mapping the sky

I want to sit at a kitchen table all night
and write terms for the sky :
canyons and mountains and
memorial paths. I want to not want to
read my poems aloud
and have gentlemen persuade me,
with a smile, otherwise.

And when they ask me about myself
I know the answer. Something
low and north-westerly, where the clouds make
dreaming valleys, furrowed with sunset –
the Gloaming Vale, or the last ditch before ocean,
not at all prosaic – although
truth is, I've long since given up and been prosaic,
like everything else untethered :
rising straight into the ozone.

from The Memory of Light

Here in the land of summer and storms, I think often of how I miss trees, treeshadows, the smell of dirt and root-cracked earth; I miss the hills and the woodland paths. But it's equally true that I miss the landscapes of my home sky. The cold texture of its clouds. The weight of soil-stories and fungi-songs in its wind. The brittle, old-boned, cronish moon. Here, the moon is lush with water and heavy weedy magic. I love it, I really do. But I also feel safe with it. I miss a more wily moon that doesn't see me as fragile.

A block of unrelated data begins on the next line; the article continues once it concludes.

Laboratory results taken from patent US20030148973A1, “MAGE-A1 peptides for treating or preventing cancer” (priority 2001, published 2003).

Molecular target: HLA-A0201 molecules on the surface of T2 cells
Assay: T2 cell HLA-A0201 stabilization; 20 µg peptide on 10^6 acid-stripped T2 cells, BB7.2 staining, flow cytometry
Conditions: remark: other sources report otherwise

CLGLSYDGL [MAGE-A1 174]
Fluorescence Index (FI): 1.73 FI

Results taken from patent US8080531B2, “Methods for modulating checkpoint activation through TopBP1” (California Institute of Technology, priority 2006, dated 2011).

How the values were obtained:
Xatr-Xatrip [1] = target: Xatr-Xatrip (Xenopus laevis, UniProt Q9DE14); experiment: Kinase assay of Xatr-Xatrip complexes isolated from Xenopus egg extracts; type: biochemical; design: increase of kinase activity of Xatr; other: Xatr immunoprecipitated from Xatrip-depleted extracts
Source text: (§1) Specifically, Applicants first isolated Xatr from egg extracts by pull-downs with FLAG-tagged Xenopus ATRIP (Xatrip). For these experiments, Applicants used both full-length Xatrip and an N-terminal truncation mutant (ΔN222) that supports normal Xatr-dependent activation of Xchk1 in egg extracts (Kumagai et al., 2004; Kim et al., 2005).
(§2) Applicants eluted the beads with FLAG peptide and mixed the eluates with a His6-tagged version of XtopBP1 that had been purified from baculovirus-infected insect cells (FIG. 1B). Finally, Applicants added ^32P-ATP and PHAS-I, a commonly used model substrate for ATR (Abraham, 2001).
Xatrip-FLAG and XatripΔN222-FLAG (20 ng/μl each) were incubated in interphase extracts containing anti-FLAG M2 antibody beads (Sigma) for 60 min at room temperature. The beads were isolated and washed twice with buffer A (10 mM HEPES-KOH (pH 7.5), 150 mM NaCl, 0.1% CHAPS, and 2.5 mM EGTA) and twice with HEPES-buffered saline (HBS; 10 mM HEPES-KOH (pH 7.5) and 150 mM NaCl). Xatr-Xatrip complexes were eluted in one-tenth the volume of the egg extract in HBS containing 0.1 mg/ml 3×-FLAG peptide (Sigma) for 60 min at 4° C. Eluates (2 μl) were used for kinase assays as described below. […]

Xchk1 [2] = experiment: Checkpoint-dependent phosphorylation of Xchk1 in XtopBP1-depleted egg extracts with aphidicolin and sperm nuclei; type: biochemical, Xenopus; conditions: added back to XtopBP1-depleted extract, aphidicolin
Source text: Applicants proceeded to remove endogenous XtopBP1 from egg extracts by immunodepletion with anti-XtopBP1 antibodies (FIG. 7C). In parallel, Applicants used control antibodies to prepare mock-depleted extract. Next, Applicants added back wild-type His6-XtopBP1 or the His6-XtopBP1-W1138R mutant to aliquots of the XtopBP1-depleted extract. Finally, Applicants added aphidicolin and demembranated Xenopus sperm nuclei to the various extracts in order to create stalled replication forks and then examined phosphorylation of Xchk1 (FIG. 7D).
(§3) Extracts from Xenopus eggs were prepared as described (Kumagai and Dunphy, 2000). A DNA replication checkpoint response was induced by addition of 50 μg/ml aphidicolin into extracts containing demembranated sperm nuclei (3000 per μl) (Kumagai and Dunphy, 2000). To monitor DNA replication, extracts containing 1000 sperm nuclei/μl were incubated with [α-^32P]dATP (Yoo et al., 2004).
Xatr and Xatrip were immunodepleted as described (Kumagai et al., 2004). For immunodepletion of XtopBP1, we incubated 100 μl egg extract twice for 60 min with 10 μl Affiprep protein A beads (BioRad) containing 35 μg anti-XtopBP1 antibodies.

Used to be, I could hold up my hand to the sky and note its paths through my fingers, the way the ancient navigators did, coming south over wild oceans towards a dream of mountains and forest. I would know where to go by the look of the sunlight, the feel of the wind. I understood its language. Now, I stand on my back stairs and listen for it.

And still it sings the ancient smoky hymns of the barefoot god, the wishmonger, the old woman who is hills and exudes stars that the god catches and spins into sunrises for her. And still I am its child. Even from the other side of the heavens.